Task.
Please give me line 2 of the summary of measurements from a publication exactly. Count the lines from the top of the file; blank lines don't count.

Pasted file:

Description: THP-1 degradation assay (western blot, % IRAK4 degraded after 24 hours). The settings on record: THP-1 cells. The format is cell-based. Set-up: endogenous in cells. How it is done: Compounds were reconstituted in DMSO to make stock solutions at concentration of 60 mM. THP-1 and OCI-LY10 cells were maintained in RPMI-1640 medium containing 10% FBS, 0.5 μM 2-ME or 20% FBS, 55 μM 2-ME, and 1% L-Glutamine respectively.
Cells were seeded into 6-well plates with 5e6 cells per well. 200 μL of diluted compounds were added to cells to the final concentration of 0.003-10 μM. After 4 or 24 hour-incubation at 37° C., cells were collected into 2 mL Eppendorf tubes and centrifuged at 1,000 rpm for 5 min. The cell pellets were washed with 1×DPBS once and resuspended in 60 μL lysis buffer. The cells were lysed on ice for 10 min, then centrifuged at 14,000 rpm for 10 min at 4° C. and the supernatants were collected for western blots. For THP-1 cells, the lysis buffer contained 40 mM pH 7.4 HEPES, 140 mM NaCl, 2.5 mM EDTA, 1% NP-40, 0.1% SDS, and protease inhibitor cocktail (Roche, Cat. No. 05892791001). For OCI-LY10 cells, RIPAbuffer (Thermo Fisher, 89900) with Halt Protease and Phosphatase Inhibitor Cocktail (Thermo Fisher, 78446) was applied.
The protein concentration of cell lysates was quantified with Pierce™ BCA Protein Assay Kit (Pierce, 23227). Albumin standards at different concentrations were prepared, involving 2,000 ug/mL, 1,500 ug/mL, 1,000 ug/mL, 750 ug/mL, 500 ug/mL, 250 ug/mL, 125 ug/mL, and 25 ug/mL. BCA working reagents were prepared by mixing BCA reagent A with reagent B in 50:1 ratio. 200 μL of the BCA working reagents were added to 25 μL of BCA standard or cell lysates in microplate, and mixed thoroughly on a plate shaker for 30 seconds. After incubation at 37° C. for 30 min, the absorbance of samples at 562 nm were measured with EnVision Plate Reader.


Cells were seeded into 6-well plates with 5e6 cells per well. 200 μL of diluted compounds were added to cells to the final concentration of 0.003-10 μM. After 4 or 24 hour-incubation at 37° C., cells were collected into 2 mL Eppendorf tubes and centrifuged at 1,000 rpm for 5 min. The cell pellets were washed with 1×DPBS once and resuspended in 60 μL lysis buffer. The cells were lysed on ice for 10 min, then centrifuged at 14,000 rpm for 10 min at 4° C. and the supernatants were collected for western blots. For THP-1 cells, the lysis buffer contained 40 mM pH 7.4 HEPES, 140 mM NaCl, 2.5 mM EDTA, 1% NP-40, 0.1% SDS, and protease inhibitor cocktail (Roche, Cat. No. 05892791001). For OCI-LY10 cells, RIPAbuffer (Thermo Fisher, 89900) with Halt Protease and Phosphatase Inhibitor Cocktail (Thermo Fisher, 78446) was applied.